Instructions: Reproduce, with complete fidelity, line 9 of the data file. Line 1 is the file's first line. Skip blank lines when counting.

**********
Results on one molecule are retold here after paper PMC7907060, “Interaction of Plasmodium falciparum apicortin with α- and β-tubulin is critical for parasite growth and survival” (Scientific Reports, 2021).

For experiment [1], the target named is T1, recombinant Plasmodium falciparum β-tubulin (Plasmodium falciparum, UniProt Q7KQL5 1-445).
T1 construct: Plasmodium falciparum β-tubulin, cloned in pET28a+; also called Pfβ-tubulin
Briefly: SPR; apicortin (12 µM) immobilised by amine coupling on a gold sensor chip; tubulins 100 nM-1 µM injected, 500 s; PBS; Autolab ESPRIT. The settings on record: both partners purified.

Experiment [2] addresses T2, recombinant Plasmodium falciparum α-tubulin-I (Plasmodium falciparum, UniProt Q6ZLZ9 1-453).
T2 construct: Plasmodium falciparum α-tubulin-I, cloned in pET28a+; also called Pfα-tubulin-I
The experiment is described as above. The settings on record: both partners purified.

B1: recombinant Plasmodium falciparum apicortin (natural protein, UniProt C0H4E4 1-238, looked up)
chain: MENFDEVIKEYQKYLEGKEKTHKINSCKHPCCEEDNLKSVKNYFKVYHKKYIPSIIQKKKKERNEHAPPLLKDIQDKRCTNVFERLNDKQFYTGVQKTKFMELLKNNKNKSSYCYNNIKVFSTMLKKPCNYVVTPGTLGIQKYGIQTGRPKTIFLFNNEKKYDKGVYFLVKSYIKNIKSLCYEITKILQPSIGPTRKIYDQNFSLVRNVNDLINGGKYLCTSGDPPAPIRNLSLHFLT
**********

chain: MENFDEVIKEYQKYLEGKEKTHKINSCKHPCCEEDNLKSVKNYFKVYHKKYIPSIIQKKKKERNEHAPPLLKDIQDKRCTNVFERLNDKQFYTGVQKTKFMELLKNNKNKSSYCYNNIKVFSTMLKKPCNYVVTPGTLGIQKYGIQTGRPKTIFLFNNEKKYDKGVYFLVKSYIKNIKSLCYEITKILQPSIGPTRKIYDQNFSLVRNVNDLINGGKYLCTSGDPPAPIRNLSLHFLT